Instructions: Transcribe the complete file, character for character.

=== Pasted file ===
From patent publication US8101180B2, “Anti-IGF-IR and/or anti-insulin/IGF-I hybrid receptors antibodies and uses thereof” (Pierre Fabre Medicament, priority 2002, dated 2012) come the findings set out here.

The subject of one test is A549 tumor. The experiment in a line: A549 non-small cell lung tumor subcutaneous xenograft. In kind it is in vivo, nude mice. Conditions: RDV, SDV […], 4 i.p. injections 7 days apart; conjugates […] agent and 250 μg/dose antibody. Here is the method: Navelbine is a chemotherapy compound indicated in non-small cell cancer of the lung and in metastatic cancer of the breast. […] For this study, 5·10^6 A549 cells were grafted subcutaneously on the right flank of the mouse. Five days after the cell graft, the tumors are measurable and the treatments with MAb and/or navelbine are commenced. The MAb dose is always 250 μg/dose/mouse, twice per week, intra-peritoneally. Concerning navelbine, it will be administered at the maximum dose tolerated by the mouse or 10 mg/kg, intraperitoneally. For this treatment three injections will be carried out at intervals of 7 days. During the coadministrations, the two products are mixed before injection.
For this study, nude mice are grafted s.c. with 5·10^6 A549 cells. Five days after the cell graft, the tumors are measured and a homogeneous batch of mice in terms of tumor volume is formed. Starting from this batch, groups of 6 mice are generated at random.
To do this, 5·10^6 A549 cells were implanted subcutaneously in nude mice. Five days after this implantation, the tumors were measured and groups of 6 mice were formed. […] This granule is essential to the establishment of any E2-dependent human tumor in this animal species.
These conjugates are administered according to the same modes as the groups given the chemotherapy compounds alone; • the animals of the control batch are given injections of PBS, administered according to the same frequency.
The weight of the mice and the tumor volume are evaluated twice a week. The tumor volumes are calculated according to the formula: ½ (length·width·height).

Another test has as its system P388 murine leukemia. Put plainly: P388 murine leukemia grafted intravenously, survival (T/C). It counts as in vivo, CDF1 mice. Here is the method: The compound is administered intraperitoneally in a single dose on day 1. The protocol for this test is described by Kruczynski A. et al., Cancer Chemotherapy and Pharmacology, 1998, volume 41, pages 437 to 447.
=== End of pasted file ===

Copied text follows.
From patent publication US8101180B2, “Anti-IGF-IR and/or anti-insulin/IGF-I hybrid receptors antibodies and uses thereof” (Pierre Fabre Medicament, priority 2002, dated 2012) come the findings set out here.

The subject of one test is A549 tumor. The experiment in a line: A549 non-small cell lung tumor subcutaneous xenograft. In kind it is in vivo, nude mice. Conditions: RDV, SDV […], 4 i.p. injections 7 days apart; conjugates […] agent and 250 μg/dose antibody. Here is the method: Navelbine is a chemotherapy compound indicated in non-small cell cancer of the lung and in metastatic cancer of the breast. […] For this study, 5·10^6 A549 cells were grafted subcutaneously on the right flank of the mouse. Five days after the cell graft, the tumors are measurable and the treatments with MAb and/or navelbine are commenced. The MAb dose is always 250 μg/dose/mouse, twice per week, intra-peritoneally. Concerning navelbine, it will be administered at the maximum dose tolerated by the mouse or 10 mg/kg, intraperitoneally. For this treatment three injections will be carried out at intervals of 7 days. During the coadministrations, the two products are mixed before injection.
For this study, nude mice are grafted s.c. with 5·10^6 A549 cells. Five days after the cell graft, the tumors are measured and a homogeneous batch of mice in terms of tumor volume is formed. Starting from this batch, groups of 6 mice are generated at random.
To do this, 5·10^6 A549 cells were implanted subcutaneously in nude mice. Five days after this implantation, the tumors were measured and groups of 6 mice were formed. […] This granule is essential to the establishment of any E2-dependent human tumor in this animal species.
These conjugates are administered according to the same modes as the groups given the chemotherapy compounds alone; • the animals of the control batch are given injections of PBS, administered according to the same frequency.
The weight of the mice and the tumor volume are evaluated twice a week. The tumor volumes are calculated according to the formula: ½ (length·width·height).

Another test has as its system P388 murine leukemia. Put plainly: P388 murine leukemia grafted intravenously, survival (T/C). It counts as in vivo, CDF1 mice. Here is the method: The compound is administered intraperitoneally in a single dose on day 1. The protocol for this test is described by Kruczynski A. et al., Cancer Chemotherapy and Pharmacology, 1998, volume 41, pages 437 to 447.